Jeff Elrod (b. 1966) resides and works between Texas and New York. His paintings are in the permanent collections of The Museum of Modern Art, New York; the Whitney Museum of American Art, New York; the Walker Art Center, Minneapolis among other institutions.
The genesis of Jeff Elrod’s fascination with technology rests not in the complexity of digital practices but relies on the aesthetic transference and amalgamation between digital and analogue forms of painting and mark making. He divulges that it was a childhood of first-generation electronic games in the 1970s that led to his integrationist use of the digital medium. In the words of the artist, “I had this total feeling of warmth and security looking at a computer screen, as if I was a kid sitting in the basement on a bean bag playing video games with my parents upstairs.”
Elrod has explored the gamut of technological art by experimenting with a range of digital manipulation practices. Using Photoshop and simple vector based programs to generate free-form images, there is much diversity in the manner in which said images are transferred to canvas. By tracing projections with paint brushes or spray cans (an early technique he still uses), to printing with archival inkjet on paper, to using masking tape to emulate the frictionless appearance of mouse-induced brush strokes. The industrial force of the Pop Art painter has evolved one step further to accommodate the 21st Century phenomenon of technology. Yet despite the clinical nature of the form, the artist’s own hand is never far from the details produced, with meticulous care taken to choices of colour, size and composition.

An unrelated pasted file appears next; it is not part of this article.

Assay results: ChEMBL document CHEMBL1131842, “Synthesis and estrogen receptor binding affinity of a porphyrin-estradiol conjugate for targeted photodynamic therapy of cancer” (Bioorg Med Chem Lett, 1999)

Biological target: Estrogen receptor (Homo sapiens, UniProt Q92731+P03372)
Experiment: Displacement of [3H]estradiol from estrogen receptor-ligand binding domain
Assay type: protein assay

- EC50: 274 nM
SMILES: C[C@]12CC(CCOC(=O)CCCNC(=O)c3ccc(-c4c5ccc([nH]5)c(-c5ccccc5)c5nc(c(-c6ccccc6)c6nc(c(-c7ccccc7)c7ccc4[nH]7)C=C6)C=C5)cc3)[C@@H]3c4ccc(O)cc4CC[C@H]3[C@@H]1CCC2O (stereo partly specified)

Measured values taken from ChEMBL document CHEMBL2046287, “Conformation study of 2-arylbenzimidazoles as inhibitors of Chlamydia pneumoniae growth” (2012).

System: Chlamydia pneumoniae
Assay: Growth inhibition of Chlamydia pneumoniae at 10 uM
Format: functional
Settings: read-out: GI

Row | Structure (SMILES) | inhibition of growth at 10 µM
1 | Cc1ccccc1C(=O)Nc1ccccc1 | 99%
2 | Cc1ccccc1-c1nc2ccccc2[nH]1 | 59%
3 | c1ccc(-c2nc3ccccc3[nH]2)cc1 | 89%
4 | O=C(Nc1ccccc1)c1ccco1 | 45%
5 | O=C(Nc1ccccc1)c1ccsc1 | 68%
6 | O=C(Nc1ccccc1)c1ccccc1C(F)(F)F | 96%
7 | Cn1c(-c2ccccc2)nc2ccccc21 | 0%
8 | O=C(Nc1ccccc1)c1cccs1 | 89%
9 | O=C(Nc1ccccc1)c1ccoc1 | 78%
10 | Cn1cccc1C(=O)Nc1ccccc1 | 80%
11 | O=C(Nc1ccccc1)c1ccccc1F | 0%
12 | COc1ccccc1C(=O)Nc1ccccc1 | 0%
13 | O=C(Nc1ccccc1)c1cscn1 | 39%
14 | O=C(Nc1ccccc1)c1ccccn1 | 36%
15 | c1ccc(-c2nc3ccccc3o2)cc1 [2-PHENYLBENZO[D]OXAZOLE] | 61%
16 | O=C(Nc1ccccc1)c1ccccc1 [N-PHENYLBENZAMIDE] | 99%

Elrod’s most recent series of works is inspired by Brion Gysin’s so-called dreamachines, moving lightboxes that are “viewed” with the eyes closed. Designed to simulate alpha waves present in the brain during states of relaxation, the user is privy to intricate patterns and symbols behind their closed eyelids. With startling clarity Elrod has echoed these pulsating, hypnagogic arrangements, with the pastel blotches of UV ink subsuming the viewer in fields of hallucinatory colour. It is in these pieces that we see the brilliance of an artist who has progressed beyond the realms of a simple Illustrator screen to something wholly more cerebral.